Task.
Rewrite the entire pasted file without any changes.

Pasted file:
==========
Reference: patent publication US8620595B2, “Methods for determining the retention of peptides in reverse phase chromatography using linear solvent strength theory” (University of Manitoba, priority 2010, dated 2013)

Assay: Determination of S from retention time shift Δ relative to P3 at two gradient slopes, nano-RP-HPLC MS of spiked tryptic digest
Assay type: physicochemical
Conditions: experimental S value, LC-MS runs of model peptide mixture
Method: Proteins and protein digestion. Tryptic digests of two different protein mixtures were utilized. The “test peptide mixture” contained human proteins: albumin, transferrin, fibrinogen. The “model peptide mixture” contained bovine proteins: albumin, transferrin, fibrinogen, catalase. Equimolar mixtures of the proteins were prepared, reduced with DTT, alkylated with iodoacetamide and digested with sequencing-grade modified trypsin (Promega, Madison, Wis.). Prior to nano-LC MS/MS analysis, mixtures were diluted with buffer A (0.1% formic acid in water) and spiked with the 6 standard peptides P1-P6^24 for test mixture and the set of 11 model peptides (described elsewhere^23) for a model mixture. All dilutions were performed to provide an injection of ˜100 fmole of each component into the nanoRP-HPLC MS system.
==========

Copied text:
Reference: patent publication US8620595B2, “Methods for determining the retention of peptides in reverse phase chromatography using linear solvent strength theory” (University of Manitoba, priority 2010, dated 2013)

Assay: Determination of S from retention time shift Δ relative to P3 at two gradient slopes, nano-RP-HPLC MS of spiked tryptic digest
Assay type: physicochemical
Conditions: experimental S value, LC-MS runs of model peptide mixture
Method: Proteins and protein digestion. Tryptic digests of two different protein mixtures were utilized. The “test peptide mixture” contained human proteins: albumin, transferrin, fibrinogen. The “model peptide mixture” contained bovine proteins: albumin, transferrin, fibrinogen, catalase. Equimolar mixtures of the proteins were prepared, reduced with DTT, alkylated with iodoacetamide and digested with sequencing-grade modified trypsin (Promega, Madison, Wis.). Prior to nano-LC MS/MS analysis, mixtures were diluted with buffer A (0.1% formic acid in water) and spiked with the 6 standard peptides P1-P6^24 for test mixture and the set of 11 model peptides (described elsewhere^23) for a model mixture. All dilutions were performed to provide an injection of ˜100 fmole of each component into the nanoRP-HPLC MS system.